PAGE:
By Sara Hinojosa
Editor’s note: A first-year student from Chicago, Sara Hinojosa, ’22, describes the books she couldn’t leave behind. This assignment is from Sara’s FA18 Media Writing class.
When I decided on a whim to go to school in Alaska, my plan was to fit my life into a single suitcase. Though I was tempted to haul all my favorite books along, I decided on three that I’ve never finished reading: “Under the Banner of Heaven,” by Jon Krakauer, “A Man Called Ove,” by Fredrik Backman, and the Bible.
I started “Under the Banner of Heaven” solely because Krakauer, a journalist, is a writer I most aspire to be like. Alaskans may know his earlier book, “Into the Wild,” about Christopher McCandless, who died alone in 1992 in an abandoned bus north of Fairbanks. I admire Krakauer’s ability to help me relate so deeply to people he writes about.
For instance, “Under the Banner of Heaven” centers on Mormon Fundamentalists who live in polygamous and consanguineous marriage groups. Finding this title on my nightstand doesn’t mean I endorse these practices. But it does mean that I’m interested in beliefs of others and why they do what they do.
The same interest in people explains why the novel “A Man Called Ove” is on my nightstand. Backman has a way of making me empathize with a character’s point of view, especially when that character is like Ove – an elderly man who isn’t easy to get along with. This book and Krakauer’s book capture worldviews to explain why people are the way they are. To me, that’s the most interesting thing to learn. It’s something I strive everyday to learn more about.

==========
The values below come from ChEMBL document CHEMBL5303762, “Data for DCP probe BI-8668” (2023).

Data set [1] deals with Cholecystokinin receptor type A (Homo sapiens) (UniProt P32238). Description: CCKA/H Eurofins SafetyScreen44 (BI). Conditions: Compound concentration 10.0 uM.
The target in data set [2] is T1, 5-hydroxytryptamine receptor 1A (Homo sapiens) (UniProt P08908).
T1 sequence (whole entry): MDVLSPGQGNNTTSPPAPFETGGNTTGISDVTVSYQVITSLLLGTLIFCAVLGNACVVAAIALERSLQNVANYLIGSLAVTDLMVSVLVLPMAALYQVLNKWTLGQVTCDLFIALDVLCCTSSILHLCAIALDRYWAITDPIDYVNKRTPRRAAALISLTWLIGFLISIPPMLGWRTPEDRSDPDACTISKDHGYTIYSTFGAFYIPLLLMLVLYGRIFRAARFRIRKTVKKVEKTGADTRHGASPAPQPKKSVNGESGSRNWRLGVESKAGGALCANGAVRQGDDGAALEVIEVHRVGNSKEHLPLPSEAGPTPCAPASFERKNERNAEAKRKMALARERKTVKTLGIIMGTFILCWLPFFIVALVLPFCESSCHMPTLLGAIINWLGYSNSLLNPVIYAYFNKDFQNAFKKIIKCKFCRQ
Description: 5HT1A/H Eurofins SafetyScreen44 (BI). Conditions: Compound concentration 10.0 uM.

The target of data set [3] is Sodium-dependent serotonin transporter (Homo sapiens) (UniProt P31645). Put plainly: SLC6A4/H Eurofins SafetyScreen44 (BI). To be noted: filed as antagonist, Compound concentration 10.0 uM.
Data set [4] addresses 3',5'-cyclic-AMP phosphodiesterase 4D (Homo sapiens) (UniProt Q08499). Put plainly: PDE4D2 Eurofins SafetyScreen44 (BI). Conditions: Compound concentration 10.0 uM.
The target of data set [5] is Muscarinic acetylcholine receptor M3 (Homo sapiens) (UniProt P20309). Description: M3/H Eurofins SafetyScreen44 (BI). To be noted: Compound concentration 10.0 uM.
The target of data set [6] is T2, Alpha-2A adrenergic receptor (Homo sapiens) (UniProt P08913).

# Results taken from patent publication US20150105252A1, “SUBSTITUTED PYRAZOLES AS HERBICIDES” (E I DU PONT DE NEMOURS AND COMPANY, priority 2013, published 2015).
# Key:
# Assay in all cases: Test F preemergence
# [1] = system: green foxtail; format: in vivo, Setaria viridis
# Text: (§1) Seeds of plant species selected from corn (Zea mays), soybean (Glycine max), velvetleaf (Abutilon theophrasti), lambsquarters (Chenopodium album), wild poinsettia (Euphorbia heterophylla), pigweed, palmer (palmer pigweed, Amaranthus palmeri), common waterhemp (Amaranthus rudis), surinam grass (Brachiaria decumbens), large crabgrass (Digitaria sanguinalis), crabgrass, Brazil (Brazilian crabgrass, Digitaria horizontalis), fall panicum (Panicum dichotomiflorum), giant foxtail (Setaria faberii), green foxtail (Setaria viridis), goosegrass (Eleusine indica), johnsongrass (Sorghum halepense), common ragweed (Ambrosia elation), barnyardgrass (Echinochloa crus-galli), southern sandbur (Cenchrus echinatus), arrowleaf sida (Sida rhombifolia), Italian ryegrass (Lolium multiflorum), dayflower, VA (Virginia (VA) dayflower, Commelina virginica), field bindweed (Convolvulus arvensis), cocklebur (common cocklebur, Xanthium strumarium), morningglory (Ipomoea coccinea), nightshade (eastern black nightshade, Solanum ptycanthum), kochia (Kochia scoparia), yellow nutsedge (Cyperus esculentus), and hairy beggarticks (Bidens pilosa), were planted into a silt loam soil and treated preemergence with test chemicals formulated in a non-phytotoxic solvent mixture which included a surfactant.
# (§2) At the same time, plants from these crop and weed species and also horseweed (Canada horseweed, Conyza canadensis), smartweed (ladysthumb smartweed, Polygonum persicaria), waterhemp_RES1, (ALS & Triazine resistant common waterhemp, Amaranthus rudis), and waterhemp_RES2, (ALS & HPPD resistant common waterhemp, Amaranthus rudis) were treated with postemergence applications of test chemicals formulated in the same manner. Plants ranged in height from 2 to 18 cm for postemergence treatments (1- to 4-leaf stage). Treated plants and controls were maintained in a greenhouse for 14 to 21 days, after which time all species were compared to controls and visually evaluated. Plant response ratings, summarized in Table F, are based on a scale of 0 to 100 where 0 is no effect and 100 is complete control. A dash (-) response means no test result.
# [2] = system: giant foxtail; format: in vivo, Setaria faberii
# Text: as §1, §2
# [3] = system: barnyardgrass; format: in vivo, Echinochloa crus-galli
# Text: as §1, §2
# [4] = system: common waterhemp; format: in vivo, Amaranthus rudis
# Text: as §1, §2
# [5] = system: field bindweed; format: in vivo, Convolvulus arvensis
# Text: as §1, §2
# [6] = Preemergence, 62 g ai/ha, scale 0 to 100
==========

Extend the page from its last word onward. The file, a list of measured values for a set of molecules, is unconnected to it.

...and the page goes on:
The last book is one on the nightstands of religious people and modern saints. I’m neither of those, but I think the Bible is the most essential book on my journey. The reason is simple: I grew up in a very religious household and I’ve seen the Bible’s message taken up by close-minded individuals who use it to spread hate or treat the Bible as a list of rules to gain a cozy afterlife.
To me, however, the Bible has less to do with rules and more to do with loving people, regardless of whether you see eye to eye. Though I don’t consider myself religious, I use the Bible to form many of my own beliefs. It has had a strong influence on who I am today.
These three books have less to do with the stories and information in them and more to do with the authors who’ve written them. In each case, the writers share essential lessons and wisdom that broaden my perspective on the world and the people around me. It’s easy to see now why these books traveled 3,500 miles with me to APU.